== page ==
This is a resource for teachers of students in 3rd through 6th grades. It has numerous plays, stories, and worksheets that are appropriate for students in these grades. The material in here has been written or created by James Stephen Parks and Sally Powell Corbett, two fifth grade teachers at Highland Park Elementary in Austin, Texas. After working together for nine years on a literature unit on ancient Greece that centered on mythology, they have compiled some material that they feel could be beneficial to other teachers. Not only has this unit generated great enthusiasm among their students, it has also had the fringe benefits of improving many students' reading ability and helped in raising achievement scores. Feel free to Xerox any of this material to use with your class room.
All of these books were found in the Austin Public Library, and although some are out of print, they were included if they are worthwhile books. Books marked with stars ** are of exceptional quality.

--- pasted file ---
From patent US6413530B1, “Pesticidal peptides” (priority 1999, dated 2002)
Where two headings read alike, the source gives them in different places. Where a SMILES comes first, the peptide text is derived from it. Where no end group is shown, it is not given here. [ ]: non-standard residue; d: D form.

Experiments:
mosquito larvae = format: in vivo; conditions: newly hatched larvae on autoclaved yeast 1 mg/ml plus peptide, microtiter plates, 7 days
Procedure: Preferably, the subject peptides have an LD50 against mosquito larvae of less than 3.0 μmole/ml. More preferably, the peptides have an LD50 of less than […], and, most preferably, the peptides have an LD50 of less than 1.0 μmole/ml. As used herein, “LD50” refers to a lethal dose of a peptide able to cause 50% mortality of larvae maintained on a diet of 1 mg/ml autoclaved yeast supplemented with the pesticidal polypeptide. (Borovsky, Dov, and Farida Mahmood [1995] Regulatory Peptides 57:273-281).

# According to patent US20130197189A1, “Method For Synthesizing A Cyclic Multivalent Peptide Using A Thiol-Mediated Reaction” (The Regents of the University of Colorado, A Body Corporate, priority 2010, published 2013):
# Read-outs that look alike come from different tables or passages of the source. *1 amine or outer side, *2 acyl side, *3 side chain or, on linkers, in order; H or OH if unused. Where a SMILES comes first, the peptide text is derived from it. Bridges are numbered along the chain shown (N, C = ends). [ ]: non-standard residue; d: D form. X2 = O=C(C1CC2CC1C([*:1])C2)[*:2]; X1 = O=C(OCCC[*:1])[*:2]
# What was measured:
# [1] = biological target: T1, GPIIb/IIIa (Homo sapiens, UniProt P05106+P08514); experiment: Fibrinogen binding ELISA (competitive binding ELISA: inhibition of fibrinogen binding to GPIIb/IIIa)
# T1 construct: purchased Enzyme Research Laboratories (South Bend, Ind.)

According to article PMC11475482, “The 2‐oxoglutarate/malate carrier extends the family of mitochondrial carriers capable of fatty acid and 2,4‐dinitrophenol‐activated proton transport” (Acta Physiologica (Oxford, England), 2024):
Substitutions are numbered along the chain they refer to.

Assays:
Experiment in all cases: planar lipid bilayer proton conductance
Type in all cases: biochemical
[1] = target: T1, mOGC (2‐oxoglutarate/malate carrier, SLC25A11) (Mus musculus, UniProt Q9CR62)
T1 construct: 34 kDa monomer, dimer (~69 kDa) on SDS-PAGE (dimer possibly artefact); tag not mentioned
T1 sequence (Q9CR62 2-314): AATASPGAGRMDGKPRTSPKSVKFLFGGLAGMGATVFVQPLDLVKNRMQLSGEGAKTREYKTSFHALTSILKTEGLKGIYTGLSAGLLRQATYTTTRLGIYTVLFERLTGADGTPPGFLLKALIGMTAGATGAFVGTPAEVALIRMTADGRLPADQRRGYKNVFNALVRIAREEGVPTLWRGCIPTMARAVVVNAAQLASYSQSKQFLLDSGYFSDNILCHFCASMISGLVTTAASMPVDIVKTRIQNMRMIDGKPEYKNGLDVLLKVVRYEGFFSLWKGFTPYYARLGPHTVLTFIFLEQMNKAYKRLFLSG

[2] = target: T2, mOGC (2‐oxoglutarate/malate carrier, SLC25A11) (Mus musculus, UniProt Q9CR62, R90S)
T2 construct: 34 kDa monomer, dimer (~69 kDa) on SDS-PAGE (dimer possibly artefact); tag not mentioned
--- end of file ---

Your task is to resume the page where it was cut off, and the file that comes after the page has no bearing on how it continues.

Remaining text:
(Books listed for 3rd grade level are often helpful for students in upper grades but below grade level in reading ability -- especially the Troll Books)
Aesop: His Fables are suitable for 3rd - 6th grade.
Caldecott, Alfred. The Caldecott Aesop ill. by Randolph Caldecott. (London: MacMillan & Co. 1883)
Jones, Vernon. Aesop's Fables. ill. by Arthur Rackham. (NY: Watts. 1967)
Kredel, Fritz. Aesop's Fables. ill. by Kredel. (NY: Grosset & Dunlap 1947)
Mathias, Robert. Aesop's Fables. ill. by David Frankland (Morristown, NJ: Silver Burdett, 1983)
Sprigs, Ruth. The Fables of Aesop. ill. by Frank Baber. (Chicago: Rand McNally, 1975.)
Untermeyer, Louis. Aesop's Fables. ill by A. and M. Provensen (NY: Golden Press, 1965.)
For Young Readers (3rd-4th)
Birrer, Cynthia & William. Song to Demeter. ill. by authors. (NY: Lothrop, 1987)
Farmer, Penelope. Daedalus and Icarus ill. by Chris Connor. (NY: Harcourt Brace Jovanovich, 1971.)
***Hawthorne, Nathaniel. The Golden Touch. ill. by Paul Galdone. (NY: McGraw Hill, 1959. ) This book is out of print, but this is a classic. It was Hawthorne who first rewrote classical myths for children in America.
Little, Emily. The Trojan Horse. ill. by Michael Eagle. (NY: Random House, 1988.)Very easy book from the Step Into Reading Series.